Buying celestial property on the moon is a possibility, but you need to know a few things before you make your purchase. For example, the legality of buying celestial property on the moon, how much it would cost to build your own lunar outpost, and the composition of lunar soil.
Cost of building a lunar outpost
Several studies have tried to estimate the cost of building a lunar outpost. However, most projects never made it past the drawing board. The costs ranged from $45-85 billion.
NASA performed a conservative budget analysis. The study estimated that the cost of the first manned lunar landing would be similar to the Apollo program’s cost in FY 1999 dollars.
The first manned lunar landing would also include $700M – $1000M in Shuttle-C launch costs. Compared to a 1990 proposal, the cost of the first manned lunar outpost is cheaper.
The plan for a lunar outpost was developed before the discovery of water ice in the polar crater. A lunar outpost would serve as a testbed for Mars expeditions and a base for critical research on the Moon.
Legality of buying celestial property on the moon
Buying celestial Build property on moon may sound like a joke but it has become reality in the past few years. A number of nations hope to build outposts on the moon in the coming decades, while the European Space Agency (ESA) plans to build an international village on the moon by 2020 and 2030.
Some space enthusiasts believe that a loophole in the legal code allows for the purchase of celestial land. They point to cases of salvage companies claiming undersea wrecks as property.
However, there is no law that requires any given country to accept ownership of celestial objects. In fact, the legality of buying celestial property on the moon may be a moot point.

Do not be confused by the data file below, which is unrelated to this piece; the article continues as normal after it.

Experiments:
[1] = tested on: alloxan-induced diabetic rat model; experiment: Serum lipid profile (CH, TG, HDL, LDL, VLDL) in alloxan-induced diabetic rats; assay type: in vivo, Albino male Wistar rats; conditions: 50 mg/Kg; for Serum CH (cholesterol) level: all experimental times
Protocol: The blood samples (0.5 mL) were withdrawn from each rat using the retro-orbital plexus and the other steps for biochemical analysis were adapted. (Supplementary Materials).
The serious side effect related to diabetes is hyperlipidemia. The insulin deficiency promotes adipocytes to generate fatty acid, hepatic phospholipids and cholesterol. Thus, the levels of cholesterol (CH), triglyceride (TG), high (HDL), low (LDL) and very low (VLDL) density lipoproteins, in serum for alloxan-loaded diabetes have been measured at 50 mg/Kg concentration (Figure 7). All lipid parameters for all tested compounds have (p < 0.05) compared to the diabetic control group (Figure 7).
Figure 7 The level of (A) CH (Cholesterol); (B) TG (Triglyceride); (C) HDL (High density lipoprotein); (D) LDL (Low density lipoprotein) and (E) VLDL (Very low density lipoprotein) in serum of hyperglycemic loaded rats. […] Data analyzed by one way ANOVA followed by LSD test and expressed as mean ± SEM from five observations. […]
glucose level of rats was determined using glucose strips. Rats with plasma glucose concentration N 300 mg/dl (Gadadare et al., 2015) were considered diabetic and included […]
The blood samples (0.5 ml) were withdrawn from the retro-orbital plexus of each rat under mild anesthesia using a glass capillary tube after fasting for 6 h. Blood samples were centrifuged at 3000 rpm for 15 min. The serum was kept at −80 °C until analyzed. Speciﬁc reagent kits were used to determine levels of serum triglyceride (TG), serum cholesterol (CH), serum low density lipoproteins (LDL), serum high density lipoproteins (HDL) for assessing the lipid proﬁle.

The Outer Space Treaty of 1967 is the first international legal document that covers space exploration. The treaty was initiated by the US, Soviet Union, and Britain. It prohibits harmful contamination of celestial bodies, and states that space belongs to the international community. It also declares that extraterrestrial scientific discoveries belong to all mankind.
Composition of lunar soil
Having a good understanding of the composition of lunar soil for building property on the Moon is important for future human habitation of the Moon. As a result, the European Astronaut Centre is building the European Lunar Exploration Laboratory. This laboratory will be located near the German Aerospace Centre in Cologne, and will be equipped with a 660 m2 testbed area.
One method to measure thermal conductivity of regolith is to apply infrared instruments to the surface. This method can provide accurate measurements of surface thermal emission. However, to interpret surface thermal emission, it is necessary to develop a detailed thermal properties model. This model requires a detailed account of the physical particle properties of the material.
Various characterisation methods are used to measure the particle size distribution of regolith. This is determined by the compaction of the materials and the moisture content.
Developing a program to mine Helium-3 for building property on the Moon would be an exciting endeavor. Not only would it allow us to develop nuclear fusion reactors that produce enormous amounts of electrical power, it could also help us free ourselves from our dependence on fossil fuels.
It is estimated that the concentration of Helium-3 on the Moon is at least 13 parts per billion by weight. This is 100 times more abundant than on Earth. In the past, researchers have found many forms of helium-3 in lunar samples.
The thermal release mechanism of helium-3 in lunar ilmenite is important for in-situ resource utilization on the Moon. This is because helium-3 atoms are implanted into the mineral’s lattice interstitials and lattice vacancies. These atoms then fuse at lower temperatures than ordinary hydrogen atoms.